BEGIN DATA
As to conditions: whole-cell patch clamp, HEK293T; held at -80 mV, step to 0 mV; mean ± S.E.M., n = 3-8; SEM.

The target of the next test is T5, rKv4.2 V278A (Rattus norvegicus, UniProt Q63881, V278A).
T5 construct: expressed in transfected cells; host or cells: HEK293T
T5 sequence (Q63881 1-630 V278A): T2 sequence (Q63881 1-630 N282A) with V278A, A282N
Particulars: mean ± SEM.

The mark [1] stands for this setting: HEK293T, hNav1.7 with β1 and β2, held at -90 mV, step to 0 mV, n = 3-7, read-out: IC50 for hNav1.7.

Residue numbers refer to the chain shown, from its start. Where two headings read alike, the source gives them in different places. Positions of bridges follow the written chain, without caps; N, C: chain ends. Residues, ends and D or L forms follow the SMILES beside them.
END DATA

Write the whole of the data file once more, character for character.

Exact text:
As to conditions: whole-cell patch clamp, HEK293T; held at -80 mV, step to 0 mV; mean ± S.E.M., n = 3-8; SEM.

The target of the next test is T5, rKv4.2 V278A (Rattus norvegicus, UniProt Q63881, V278A).
T5 construct: expressed in transfected cells; host or cells: HEK293T
T5 sequence (Q63881 1-630 V278A): T2 sequence (Q63881 1-630 N282A) with V278A, A282N
Particulars: mean ± SEM.

The mark [1] stands for this setting: HEK293T, hNav1.7 with β1 and β2, held at -90 mV, step to 0 mV, n = 3-7, read-out: IC50 for hNav1.7.

Residue numbers refer to the chain shown, from its start. Where two headings read alike, the source gives them in different places. Positions of bridges follow the written chain, without caps; N, C: chain ends. Residues, ends and D or L forms follow the SMILES beside them.